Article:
UTMN to Host Soil Acarology Field Course for Junior Researchers
The fifth Soil Zoology and Ecology Field Course for Junior Researchers will be organized in Tyumen, September 18-22, 2017. This year, the course will focus on Soil Acarology. Participants are selected on a competitive basis with preference given to PhD students, postdoctoral fellows, and, in exceptional cases, motivated Master level students from Russia and other countries.
World-renowned scholars will give lectures to the Field Course participants. The list of international lecturers includes:
Dr. Roy Norton, SUNY College of Environmental Science and Forestry, Syracuse, New York, USA: taxonomy, ecology, and evolution of oribatid mites;
Dr. Edwin Lewis, Associate Dean for Agricultural Sciences in the College of Agricultural and Environmental Sciences, University of California, Davis, USA; Editor-in-Chief of the “Biological Control” journal: soil nematology;
Dr. Badamdorj Bayartogtokh, Director of the National University of Mongolia School of Arts and Science, Ulaanbaatar, Mongolia: regional soil fauna;
Dr. Maria Minor, Head of the Soil Zoology laboratory of the Institute of Agriculture and Environment, Massey University, Palmerston North, New Zealand: community ecology of soil invertebrates;
Dr. Pavel Klimov, research fellow of the Zoology Museum, University of Michigan, Ann Arbor, USA, and senior researcher of the University of Tyumen, Tyumen, Russia; expert in bioinformatics for the US National Science Foundation: evolutionary biology of mites.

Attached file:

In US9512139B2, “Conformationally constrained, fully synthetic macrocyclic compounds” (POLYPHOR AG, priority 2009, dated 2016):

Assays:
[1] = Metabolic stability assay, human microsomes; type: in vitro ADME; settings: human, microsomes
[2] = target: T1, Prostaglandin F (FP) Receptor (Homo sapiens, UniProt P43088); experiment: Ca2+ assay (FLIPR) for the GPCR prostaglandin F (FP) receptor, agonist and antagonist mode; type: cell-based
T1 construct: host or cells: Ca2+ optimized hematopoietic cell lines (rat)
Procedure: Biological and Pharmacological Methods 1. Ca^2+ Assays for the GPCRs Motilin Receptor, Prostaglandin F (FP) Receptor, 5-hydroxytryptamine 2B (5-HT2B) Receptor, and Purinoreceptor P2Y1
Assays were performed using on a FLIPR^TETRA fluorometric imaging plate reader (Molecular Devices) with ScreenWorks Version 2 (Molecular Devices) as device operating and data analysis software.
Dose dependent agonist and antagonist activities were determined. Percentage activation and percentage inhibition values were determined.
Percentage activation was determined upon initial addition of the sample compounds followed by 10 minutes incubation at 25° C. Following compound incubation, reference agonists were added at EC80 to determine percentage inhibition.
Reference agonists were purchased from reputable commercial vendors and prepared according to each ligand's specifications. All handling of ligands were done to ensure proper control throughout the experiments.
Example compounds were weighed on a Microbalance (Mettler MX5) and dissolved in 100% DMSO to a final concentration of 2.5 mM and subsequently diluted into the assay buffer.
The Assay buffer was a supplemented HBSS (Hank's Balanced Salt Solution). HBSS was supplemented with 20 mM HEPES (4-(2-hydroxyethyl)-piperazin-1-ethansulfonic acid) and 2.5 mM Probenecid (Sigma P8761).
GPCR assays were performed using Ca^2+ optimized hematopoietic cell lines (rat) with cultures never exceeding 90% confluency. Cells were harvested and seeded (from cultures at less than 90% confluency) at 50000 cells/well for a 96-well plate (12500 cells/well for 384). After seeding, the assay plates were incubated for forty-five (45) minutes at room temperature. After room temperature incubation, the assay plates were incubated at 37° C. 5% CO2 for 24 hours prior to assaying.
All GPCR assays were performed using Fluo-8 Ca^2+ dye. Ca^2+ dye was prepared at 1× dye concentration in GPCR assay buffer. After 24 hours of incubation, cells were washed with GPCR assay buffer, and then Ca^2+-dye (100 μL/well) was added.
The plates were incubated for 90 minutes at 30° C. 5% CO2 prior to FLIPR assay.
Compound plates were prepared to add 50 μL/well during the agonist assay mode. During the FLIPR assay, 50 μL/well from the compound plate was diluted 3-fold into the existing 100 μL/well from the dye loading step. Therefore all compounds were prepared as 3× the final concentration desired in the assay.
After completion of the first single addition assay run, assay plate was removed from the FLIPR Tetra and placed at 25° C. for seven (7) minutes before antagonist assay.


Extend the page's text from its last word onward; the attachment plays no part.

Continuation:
Russian lecturers will come from the Severtsov Institute for Problems of Ecology and Evolution, Moscow; the Borissiak Paleontological Institute, Moscow; the Agrophysical Institute, St. Petersburg; and the Institute of Systematics and Ecology of Animals, Novosibirsk.
The University of Tyumen is Russia’s leading research center of Soil Acarology.
Participants will have a chance to study a wide spectrum of soil invertebrate taxonomic groups: all macro-taxa of soil mites (suborders Oribatida, Astigmata, Prostigmata and Mesostigmata), as well as nematodes, springtales, and small ground beetles (Carabidae). Special attention will be paid to soil as a habitat: modern soil classifications, cropland soil specifics, and soil organic content. Moreover, the Course’s participants may learn new methods to study soil inhabitants. These methods include using optical and electron microscopy in soil zoology research, laboratory-based cultivation of the soil inhabitants, soil zoology and environmental analysis, and bioinformatics for soil zoology research.
The Course will also pay significant attention to the basics of grant application, writing and management, using science metrics for research strategy development, and preparing research articles for publication in peer-reviewed journals.
All Course participants are expected to present their current research projects and results at the poster session. The Course’s participants will also be given chance to publish in the UTMN journal Acarina, indexed by Scopus.
Previously, the Soil Zoology and Ecology Field Courses were held in Novosibirsk, Arkhangelsk, Penza, and Moscow. UTMN’s Lukashino Field Station will host the event for the first time.
The partners of the Field Course include the Severtsov Institute for Problems of Ecology and Evolution of the Russian Academy of Sciences, and the Agricultural University of Northern Trans-Urals.
Source: UTMN Office of Strategic Communications
Link to Russian version: https://www.utmn.ru/presse/novosti/nauka-segodnya/307908/